A True Estimate of Abraham Lincoln
and Vindication of the South
by Mildred Lewis Rutherford

Chapter Eleven

The vilification of Jefferson Davis seemed necessary to make the glorification of Abraham Lincoln more effective:

The murder of President Lincoln furnished the final proof of the ghastly spirit of the rebellion. Davis inspired the murder of Lincoln.

Davis is as guilty of Lincoln’s murder as Booth. Davis was conspicuous for every extreme of ferocity, inhumanity and malignity. He was responsible for untold and unimaginable cruelties practiced on loyal citizens in the South.

If it seems too incredible to be true that rebel leaders were guilty of Lincoln’s assassination, it must be remembered that Lincoln’s murder is no more atrocious than many crimes of which Davis is notoriously guilty.(1)

Poor Jeff Davis began to feel like a wandering Jew — a price was put on his head. He dared rest nowhere for fear of meeting the fate of a traitor — afraid to risk an interview with Sherman and not daring to wait for Johnson’s surrender, he fled to Charlotte.(2)

The hanging of traitors is sure to begin before the month is over. The nations of Europe may rest assured that Jeff Davis will be swinging from the battlements of Washington at least by the Fourth of July. We spit upon a later and longer deferred justice.(3)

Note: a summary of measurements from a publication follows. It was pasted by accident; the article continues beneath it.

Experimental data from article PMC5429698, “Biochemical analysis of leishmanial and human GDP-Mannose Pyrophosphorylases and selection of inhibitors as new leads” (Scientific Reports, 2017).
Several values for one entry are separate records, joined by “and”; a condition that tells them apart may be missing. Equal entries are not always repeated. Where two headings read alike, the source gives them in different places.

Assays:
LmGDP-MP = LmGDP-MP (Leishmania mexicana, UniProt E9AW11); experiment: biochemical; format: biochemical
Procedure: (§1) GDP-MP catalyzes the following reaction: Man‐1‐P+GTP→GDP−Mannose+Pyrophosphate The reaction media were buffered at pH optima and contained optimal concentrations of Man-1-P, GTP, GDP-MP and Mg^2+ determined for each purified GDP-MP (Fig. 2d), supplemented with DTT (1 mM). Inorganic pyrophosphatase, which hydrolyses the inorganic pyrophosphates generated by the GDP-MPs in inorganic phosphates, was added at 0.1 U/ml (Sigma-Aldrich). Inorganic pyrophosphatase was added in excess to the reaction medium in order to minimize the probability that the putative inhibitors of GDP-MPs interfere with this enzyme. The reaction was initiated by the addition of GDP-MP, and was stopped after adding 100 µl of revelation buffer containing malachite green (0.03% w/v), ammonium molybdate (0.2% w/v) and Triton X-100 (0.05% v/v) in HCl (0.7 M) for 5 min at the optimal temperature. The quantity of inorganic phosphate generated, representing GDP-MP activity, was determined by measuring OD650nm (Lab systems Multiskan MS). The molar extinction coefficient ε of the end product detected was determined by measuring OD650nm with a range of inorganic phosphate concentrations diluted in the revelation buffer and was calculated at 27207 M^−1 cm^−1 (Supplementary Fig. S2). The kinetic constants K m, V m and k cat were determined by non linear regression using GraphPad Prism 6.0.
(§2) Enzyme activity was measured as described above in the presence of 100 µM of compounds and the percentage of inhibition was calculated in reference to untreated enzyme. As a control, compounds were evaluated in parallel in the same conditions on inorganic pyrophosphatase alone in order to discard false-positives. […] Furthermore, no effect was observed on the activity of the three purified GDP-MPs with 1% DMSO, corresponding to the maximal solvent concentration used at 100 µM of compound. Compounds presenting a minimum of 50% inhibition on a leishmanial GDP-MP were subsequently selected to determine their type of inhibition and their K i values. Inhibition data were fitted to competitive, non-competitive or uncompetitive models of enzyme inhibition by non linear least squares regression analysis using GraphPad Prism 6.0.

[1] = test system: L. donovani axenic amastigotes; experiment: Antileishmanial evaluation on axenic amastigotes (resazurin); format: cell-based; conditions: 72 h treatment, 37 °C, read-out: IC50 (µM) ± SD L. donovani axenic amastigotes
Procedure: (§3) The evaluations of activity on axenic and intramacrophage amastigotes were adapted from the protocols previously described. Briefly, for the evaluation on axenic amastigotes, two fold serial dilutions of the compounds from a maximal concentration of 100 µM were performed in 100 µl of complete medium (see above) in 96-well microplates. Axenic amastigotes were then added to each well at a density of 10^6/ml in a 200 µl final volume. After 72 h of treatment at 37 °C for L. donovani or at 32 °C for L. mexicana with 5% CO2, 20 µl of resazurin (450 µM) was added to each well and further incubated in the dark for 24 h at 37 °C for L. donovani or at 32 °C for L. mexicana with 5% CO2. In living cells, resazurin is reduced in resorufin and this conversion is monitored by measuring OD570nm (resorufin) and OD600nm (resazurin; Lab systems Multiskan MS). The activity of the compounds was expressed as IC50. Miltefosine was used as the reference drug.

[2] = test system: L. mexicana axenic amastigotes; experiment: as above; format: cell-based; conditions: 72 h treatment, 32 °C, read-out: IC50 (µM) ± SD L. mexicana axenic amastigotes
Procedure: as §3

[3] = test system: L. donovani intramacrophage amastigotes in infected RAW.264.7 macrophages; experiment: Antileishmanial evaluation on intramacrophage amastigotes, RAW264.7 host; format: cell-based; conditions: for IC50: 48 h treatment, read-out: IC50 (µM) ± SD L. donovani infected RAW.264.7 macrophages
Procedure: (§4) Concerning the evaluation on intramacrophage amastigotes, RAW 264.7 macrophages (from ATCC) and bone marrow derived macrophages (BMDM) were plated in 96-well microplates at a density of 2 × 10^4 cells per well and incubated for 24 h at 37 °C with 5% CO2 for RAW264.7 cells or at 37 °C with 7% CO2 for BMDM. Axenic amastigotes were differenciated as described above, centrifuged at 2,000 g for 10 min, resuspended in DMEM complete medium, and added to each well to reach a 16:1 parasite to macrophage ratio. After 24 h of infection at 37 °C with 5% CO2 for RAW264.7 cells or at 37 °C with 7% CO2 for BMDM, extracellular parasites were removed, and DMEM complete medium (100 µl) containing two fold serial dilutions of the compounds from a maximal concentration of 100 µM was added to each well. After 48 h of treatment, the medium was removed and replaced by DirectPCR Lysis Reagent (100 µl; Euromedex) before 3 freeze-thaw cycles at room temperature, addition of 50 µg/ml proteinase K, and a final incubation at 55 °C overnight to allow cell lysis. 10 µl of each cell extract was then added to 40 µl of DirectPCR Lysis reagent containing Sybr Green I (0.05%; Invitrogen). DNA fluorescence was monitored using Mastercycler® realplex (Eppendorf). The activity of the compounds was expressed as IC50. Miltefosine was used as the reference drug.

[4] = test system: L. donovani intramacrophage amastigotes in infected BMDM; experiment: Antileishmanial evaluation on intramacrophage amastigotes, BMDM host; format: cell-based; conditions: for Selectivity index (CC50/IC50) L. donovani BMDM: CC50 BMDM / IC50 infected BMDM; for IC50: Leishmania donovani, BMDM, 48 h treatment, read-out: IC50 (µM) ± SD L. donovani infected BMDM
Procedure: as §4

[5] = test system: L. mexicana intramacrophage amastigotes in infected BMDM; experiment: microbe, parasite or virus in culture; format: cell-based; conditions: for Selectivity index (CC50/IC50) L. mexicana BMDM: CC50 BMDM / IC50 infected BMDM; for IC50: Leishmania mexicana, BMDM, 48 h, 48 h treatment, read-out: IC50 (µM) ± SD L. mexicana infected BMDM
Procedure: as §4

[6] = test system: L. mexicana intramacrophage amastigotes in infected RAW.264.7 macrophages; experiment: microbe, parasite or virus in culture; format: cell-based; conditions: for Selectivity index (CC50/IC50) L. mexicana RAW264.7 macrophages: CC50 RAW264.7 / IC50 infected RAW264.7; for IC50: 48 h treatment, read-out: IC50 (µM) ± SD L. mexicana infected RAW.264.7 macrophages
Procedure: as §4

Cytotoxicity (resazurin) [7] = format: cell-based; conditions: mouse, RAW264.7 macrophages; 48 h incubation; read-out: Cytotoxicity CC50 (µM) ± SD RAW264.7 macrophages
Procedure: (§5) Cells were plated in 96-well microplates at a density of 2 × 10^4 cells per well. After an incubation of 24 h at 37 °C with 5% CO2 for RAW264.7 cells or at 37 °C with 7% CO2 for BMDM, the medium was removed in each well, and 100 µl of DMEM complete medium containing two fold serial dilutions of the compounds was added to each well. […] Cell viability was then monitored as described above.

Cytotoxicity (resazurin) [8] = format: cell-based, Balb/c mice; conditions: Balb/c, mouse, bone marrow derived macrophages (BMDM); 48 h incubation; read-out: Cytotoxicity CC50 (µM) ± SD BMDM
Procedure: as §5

The failure of Jeff Davis has brought down on him the hatred and abuse of his own people. Were he here today nothing but execration would have been showered upon him.(4)

While I would not be bloody-minded, yet if I had my way I would long ago have organized a military tribunal under military power and I would have put Jefferson Davis and all the members of the Cabinet on trial for the murders at Andersonville. Jefferson Davis murdered a thousand men, robbed a thousand widows and orphans, and burned down a thousand homes.(5)

The judiciary has ample evidence of Davis’ guilt of Lincoln’s murder, and of the murder of our soldiers in prison.(6)

Boutwell, of Massachusetts, introduced the following resolution in Congress: "BE IT RESOLVED, That Jefferson Davis shall be tried on the charge of killing prisoners and murdering Abraham Lincoln."

Orders to kill Jefferson Davis and his Cabinet on the spot were found on the person of Dahlgren in Richmond, Virginia. However, was Davis ever found guilty of any one of the many charges brought against him? Could he be convicted of any one of the accusations ever brought against him?

Jefferson Davis’ trial was never allowed — it was called several times but was postponed and postponed. His complicity with the assassination of Lincoln was hooted at even by his worst enemies. The secret records of the Confederate government proved beyond doubt he was in no way responsible for the cruel treatment of the Andersonville prisoners but their own government was responsible.

1. Harper’s Weekly, 17 June 1865.

2. Cheney, History of the Civil War, page 359.

3. New York Tribune, 1861.

4. Major George W. Nichols, The Story of a Great March.

5. Thaddeus Stevens, House of Congress, 19 March 1867.

6. John Forney, Clerk of the Senate, Washington Chronicles.